As an Officer Cadet at Sandhurst there are many hard lessons to learn about leadership, team building and the executing operations as effectively as possible. But one word of warning is given by every Colour Sergeant. Don’t charge in and try and change everything immediately. Make sure you take time to meet and get to know the team around you, what works well and what needs improvement. Allow your own ideas to mature and where possible test them in small ways before making radical changes.  By pausing and considering before acting you can mitigate error and make the best decisions. 

The Prime Minister Boris Johnson MP and his Secretary of State for Defence Ben Wallace MP, have now had a little over 100 days at their respective helms- a three month working window in which to develop their ideas, confer, assess, and hopefully agree on the direction they want to take the Armed Forces of the United Kingdom in. These plans have been momentarily derailed by the General Election which we must win. The manifesto, to be released at some point over the next week or two, will provide some clues as to their plans. In the meantime however, there are already some indications of what Number 10 and the MoD are trying to address.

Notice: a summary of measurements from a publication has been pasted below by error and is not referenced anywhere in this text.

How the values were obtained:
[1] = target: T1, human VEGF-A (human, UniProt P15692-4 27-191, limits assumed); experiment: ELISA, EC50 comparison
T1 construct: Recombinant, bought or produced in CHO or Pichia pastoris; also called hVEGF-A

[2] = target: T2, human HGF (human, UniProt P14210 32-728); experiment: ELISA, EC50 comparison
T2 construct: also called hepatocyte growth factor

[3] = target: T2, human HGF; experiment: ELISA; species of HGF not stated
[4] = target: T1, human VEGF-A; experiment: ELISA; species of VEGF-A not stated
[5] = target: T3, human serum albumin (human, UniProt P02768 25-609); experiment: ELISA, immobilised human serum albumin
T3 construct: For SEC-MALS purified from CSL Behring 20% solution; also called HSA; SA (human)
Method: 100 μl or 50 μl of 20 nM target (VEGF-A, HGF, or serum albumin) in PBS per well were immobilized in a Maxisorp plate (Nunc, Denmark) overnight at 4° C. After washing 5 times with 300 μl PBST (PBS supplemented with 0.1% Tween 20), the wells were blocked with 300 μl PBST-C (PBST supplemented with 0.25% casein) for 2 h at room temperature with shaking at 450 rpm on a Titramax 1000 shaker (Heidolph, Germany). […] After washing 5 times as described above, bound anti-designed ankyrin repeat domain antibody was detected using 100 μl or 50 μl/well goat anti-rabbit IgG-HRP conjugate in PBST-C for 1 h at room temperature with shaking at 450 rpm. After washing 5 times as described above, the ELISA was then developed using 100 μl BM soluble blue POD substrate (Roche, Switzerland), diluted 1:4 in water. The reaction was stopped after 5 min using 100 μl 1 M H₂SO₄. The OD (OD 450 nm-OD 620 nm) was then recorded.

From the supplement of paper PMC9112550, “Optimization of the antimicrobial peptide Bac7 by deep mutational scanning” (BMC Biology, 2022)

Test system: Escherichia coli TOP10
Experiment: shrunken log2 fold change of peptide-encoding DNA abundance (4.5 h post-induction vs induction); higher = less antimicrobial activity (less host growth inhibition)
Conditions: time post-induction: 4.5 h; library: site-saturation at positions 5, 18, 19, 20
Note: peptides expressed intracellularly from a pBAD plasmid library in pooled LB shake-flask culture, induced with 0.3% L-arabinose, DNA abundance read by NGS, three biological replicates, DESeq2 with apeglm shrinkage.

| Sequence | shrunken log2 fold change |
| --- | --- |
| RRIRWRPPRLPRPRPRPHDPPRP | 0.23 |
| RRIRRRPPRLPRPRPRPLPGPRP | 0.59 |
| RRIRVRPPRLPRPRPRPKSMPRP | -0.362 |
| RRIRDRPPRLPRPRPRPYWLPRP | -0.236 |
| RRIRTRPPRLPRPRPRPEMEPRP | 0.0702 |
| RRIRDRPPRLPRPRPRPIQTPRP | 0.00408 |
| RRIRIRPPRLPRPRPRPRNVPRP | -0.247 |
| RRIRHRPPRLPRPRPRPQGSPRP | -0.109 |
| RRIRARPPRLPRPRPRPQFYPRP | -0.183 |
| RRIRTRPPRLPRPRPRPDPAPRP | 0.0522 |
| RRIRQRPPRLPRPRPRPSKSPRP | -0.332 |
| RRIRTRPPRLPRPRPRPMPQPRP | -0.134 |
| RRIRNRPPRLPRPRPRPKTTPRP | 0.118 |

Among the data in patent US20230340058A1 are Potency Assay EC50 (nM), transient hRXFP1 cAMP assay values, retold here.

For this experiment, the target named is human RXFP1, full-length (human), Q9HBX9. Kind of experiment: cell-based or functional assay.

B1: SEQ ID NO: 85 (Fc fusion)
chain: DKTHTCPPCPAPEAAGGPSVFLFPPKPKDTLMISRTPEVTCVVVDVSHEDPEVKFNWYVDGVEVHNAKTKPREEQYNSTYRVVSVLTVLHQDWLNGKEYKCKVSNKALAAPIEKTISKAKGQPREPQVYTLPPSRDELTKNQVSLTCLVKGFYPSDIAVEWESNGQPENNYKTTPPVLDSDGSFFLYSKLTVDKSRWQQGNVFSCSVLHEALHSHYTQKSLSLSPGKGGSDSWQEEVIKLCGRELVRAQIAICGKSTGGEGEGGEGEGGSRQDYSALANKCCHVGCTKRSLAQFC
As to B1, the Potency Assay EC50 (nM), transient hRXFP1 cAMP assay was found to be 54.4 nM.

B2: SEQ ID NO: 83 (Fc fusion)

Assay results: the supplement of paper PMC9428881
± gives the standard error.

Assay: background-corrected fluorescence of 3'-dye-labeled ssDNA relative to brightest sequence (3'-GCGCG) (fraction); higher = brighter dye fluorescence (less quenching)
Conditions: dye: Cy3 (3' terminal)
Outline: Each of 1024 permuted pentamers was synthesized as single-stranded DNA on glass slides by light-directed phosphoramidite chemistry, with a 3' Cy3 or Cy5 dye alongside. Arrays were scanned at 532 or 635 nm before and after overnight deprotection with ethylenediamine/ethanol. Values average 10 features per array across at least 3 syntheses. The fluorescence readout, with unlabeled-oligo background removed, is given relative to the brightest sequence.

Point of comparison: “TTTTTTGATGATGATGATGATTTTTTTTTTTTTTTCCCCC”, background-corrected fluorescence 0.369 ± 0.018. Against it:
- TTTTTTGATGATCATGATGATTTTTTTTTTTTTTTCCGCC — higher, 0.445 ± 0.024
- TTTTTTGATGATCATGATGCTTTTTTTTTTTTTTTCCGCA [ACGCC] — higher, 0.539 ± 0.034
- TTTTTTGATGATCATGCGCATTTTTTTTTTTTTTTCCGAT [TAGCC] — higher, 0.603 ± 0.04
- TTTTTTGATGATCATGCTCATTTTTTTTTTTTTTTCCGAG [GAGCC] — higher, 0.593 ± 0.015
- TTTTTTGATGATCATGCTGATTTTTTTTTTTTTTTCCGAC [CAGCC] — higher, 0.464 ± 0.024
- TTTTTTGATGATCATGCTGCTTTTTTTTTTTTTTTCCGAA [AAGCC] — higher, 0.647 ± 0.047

First – the start state. What is the situation and how does it affect us? Depending on who you listen to we either have the most capable and professional military in the world (alongside the Israelis and the Americans), a highly effective and esteemed Special Forces, two new Aircraft carriers, Trident nuclear submarine capability (despite Jeremy Corbyn’s wishes) and a potent Airforce currently engaged in 15 missions, on 4 operations in 22 countries around the globe. 

At last week’s Conservative Voice event entitled “Why the UK is no longer capable of defending the homeland or its vital interests and how to put that right” a very different picture was painted. Sir Gerald Howarth, Parliamentary Under-Secretary for Defence 2010-2012 laid out the numbers. In 1982 we had a military of 327,000 people and an Army of 155,000 soldiers. Now our total military numbers some 141,000 and the Army on around 76,000. The Navy has fewer than half the ships it did and Defence spending as a proportion of GDP has gone from approximately 5.95% to 2%. In his words “We have shrunk our armed forces and the nature of the threats we face are infinitely greater.”

General Sir Richard Barrons was equally downbeat, as he was at the Carlton Club earlier in the year for Conservative Friends of the Armed Forces panel discussion. He bemoaned our lack of combat power “enough to take a small market town” and derides the financial commitment to the two most recent medium scale conflicts “We fought Iraq and Afghanistan with the petty cash of government.” He calls UK citizens strategic snowflakes and victims in waiting and pulls no punches in blaming politicians for not adequately understanding or communicating the potential threat to the country.